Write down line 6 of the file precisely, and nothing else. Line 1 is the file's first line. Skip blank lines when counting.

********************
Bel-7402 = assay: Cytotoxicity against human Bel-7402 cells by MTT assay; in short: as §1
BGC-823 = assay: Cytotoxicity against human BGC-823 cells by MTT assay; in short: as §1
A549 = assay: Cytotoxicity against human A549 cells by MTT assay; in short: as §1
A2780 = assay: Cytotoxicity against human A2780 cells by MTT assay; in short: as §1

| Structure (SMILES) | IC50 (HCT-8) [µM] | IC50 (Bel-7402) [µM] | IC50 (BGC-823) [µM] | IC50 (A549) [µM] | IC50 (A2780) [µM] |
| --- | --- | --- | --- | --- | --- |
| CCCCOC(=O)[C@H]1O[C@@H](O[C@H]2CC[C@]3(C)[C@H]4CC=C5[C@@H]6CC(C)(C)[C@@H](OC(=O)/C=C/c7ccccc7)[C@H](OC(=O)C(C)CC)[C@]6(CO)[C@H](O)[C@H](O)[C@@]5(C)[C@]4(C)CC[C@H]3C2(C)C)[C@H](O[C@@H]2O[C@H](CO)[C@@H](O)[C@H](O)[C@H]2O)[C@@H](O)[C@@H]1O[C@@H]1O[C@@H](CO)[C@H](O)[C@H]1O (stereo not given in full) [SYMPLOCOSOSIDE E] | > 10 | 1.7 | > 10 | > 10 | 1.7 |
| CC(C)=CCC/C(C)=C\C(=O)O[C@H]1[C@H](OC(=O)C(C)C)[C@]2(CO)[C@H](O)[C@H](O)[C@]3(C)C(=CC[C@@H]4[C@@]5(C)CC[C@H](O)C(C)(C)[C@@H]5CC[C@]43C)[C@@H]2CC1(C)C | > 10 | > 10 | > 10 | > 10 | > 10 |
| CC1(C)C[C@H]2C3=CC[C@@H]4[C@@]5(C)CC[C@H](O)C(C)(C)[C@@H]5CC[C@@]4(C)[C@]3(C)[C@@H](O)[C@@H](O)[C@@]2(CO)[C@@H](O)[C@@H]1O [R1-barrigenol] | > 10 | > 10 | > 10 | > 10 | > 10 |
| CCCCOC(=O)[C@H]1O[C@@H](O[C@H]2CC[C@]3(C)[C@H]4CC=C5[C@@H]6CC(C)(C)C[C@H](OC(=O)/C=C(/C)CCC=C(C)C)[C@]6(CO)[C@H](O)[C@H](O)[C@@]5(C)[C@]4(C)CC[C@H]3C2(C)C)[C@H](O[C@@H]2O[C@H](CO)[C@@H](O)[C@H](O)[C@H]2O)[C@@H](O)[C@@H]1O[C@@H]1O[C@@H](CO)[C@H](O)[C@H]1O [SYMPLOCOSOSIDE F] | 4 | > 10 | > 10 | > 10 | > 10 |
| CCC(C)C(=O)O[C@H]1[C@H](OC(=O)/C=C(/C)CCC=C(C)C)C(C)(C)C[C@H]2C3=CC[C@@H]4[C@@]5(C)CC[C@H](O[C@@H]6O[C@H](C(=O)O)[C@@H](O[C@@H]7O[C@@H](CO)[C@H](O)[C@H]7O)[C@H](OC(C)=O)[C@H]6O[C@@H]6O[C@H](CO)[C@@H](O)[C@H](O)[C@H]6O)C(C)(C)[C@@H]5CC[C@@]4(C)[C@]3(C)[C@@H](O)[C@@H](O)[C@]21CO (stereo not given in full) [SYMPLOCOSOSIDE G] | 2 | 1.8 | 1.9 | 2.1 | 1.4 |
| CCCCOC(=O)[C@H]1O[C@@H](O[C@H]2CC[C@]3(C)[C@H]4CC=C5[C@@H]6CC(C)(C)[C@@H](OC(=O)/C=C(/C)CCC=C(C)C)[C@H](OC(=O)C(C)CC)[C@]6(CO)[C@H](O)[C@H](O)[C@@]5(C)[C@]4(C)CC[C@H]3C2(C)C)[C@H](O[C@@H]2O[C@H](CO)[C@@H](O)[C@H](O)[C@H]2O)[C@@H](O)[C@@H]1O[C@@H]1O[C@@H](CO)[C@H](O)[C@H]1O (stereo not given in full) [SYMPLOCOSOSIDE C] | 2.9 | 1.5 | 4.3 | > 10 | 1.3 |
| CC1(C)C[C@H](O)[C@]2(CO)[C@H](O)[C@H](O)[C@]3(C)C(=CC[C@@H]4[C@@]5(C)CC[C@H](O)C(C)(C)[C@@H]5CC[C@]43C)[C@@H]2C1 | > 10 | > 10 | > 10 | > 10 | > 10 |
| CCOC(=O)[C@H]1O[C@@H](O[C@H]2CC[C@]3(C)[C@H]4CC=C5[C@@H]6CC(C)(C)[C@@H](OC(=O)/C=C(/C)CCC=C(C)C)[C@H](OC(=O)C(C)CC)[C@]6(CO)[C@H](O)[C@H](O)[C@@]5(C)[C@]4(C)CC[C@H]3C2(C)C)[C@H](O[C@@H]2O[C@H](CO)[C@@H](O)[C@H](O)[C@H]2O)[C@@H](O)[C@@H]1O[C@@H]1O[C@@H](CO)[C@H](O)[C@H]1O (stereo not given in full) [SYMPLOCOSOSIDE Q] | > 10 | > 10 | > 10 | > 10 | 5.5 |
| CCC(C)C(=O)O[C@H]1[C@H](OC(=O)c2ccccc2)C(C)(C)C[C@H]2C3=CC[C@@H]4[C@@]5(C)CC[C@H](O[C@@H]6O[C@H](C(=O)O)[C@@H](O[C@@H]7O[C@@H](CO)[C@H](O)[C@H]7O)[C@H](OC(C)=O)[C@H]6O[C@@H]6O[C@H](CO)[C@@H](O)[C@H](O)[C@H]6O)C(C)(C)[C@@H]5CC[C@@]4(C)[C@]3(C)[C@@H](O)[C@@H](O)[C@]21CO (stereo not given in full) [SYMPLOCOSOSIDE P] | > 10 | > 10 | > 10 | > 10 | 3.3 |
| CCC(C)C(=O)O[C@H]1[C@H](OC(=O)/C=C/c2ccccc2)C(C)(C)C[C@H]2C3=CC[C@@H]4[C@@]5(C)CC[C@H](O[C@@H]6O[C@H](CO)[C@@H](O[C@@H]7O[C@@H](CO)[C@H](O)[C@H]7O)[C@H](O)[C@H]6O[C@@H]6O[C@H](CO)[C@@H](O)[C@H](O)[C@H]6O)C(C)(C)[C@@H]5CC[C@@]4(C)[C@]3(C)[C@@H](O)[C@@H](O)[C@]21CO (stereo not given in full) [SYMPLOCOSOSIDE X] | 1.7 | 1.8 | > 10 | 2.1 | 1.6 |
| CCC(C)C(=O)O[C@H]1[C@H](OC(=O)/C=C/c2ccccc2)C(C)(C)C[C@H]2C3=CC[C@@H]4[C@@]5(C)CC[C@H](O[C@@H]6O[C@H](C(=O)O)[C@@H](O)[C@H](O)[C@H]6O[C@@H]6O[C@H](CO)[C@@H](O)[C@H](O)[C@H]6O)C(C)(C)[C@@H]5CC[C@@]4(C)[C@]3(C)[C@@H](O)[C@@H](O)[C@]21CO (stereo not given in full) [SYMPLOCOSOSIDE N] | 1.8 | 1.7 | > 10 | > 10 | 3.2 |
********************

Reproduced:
| --- | --- | --- | --- | --- | --- |